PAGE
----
'I am an incorrigible optimist. We can end HIV/Aids by 2030'.

Author:Sidibe, Michel
Position::GUEST COLUMN - Column
 
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Since taking office in 2009, Michel Sidibe, UNAIDS Executive Director and Under-Secretary-General of the United Nations, has relentlessly pushed his vision of zero new HIV infections, zero discrimination, zero Aids-related deaths and ending the Aids epidemic as a public health threat by 2030. He discusses progress made so far.

The response to HIV/Aids is deeply interwoven with, and dependent upon, progress across the areas covered by the Sustainable Development Goals (SDGs). Progress and achievement across a range of the goals will be accelerated, with the ending of the HIV/Aids epidemic.

And I am proud to say that the Aids response in Africa has achieved historic and unprecedented success. Today, more than 11.7m of the 19.4m people living with HIV in Eastern and Southern Africa have access to life-saving treatment, compared to just 4.1m who had access in 2010.

People living with HIV on treatment are living longer, healthier lives. And, as the virus is suppressed among people on treatment, onward transmission of HIV is decreased. Between 2015 and 2016, 2.4 million people were newly added on HIV treatment, a scale-up that just a decade ago would have taken years to achieve. What used to take five or even 10 years to achieve is now taking just months.

Since 2010, the number of new HIV infections among children in Eastern and Southern Africa has reduced by 56%, and Aids-related deaths in all ages, have declined by 42%. The region is also leading the way in reducing new HIV infections--and has recorded a 30% reduction since 2010, with Malawi, Mozambique, Uganda and Zimbabwe reducing new HIV infections by around 40% in the same period.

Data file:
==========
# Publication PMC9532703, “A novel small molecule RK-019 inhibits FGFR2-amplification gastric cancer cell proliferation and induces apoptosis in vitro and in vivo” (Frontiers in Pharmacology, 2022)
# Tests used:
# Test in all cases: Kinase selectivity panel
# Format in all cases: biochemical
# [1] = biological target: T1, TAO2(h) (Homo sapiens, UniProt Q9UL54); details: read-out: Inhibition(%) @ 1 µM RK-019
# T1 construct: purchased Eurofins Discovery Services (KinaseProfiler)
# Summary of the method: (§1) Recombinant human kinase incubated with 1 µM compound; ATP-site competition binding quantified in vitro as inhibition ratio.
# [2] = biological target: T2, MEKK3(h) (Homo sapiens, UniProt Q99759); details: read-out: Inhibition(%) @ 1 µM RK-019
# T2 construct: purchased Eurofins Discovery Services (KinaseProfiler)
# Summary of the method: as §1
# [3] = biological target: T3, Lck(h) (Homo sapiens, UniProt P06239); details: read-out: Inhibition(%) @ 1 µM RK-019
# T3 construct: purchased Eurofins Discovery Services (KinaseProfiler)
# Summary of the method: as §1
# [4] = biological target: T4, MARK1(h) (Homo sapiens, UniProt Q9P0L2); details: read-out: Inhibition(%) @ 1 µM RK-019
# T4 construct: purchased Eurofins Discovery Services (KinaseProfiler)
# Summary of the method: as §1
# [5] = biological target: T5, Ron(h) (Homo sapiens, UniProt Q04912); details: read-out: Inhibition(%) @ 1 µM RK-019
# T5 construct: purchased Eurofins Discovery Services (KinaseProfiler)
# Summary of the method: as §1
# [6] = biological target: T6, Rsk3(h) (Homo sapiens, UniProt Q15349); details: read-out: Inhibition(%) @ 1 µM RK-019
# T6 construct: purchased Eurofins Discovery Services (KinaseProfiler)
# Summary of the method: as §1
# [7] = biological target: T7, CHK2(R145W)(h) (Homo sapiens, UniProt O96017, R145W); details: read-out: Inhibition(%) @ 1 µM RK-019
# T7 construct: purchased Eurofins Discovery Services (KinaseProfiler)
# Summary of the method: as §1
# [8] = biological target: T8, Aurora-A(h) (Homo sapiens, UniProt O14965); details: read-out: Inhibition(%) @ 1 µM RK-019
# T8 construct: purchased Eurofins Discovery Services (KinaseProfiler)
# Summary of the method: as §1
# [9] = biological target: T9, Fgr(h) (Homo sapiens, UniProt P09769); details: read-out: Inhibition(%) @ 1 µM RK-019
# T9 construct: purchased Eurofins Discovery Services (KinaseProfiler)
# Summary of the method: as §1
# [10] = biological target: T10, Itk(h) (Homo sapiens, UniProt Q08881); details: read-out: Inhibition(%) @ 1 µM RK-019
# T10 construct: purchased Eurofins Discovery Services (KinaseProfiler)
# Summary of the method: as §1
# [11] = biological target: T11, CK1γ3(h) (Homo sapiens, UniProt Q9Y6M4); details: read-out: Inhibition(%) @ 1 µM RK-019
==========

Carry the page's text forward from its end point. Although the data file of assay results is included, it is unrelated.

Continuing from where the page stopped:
As such, life expectancy in Africa is now at its highest level since the peak of the Aids epidemic and is set to rise further as health outcomes continue to improve across the continent.

Today, Africa is taking control of HIV.

Since I launched the 90-90-90 targets in 2014--whereby, by 2020, 90% of people living with HIV know their HIV status, 90% of people who know their HIV-positive status are accessing treatment and 90% of people on treatment have suppressed viral loads--I have witnessed new hope across Africa. In the past three years, the response to HIV has accelerated as the continents leaders have recognised and seized the opportunity to end the Aids epidemic.

Today in Eastern and Southern Africa, 76% of people living with HIV know their HIV status, 79% of people who know their HIV-positive status have...

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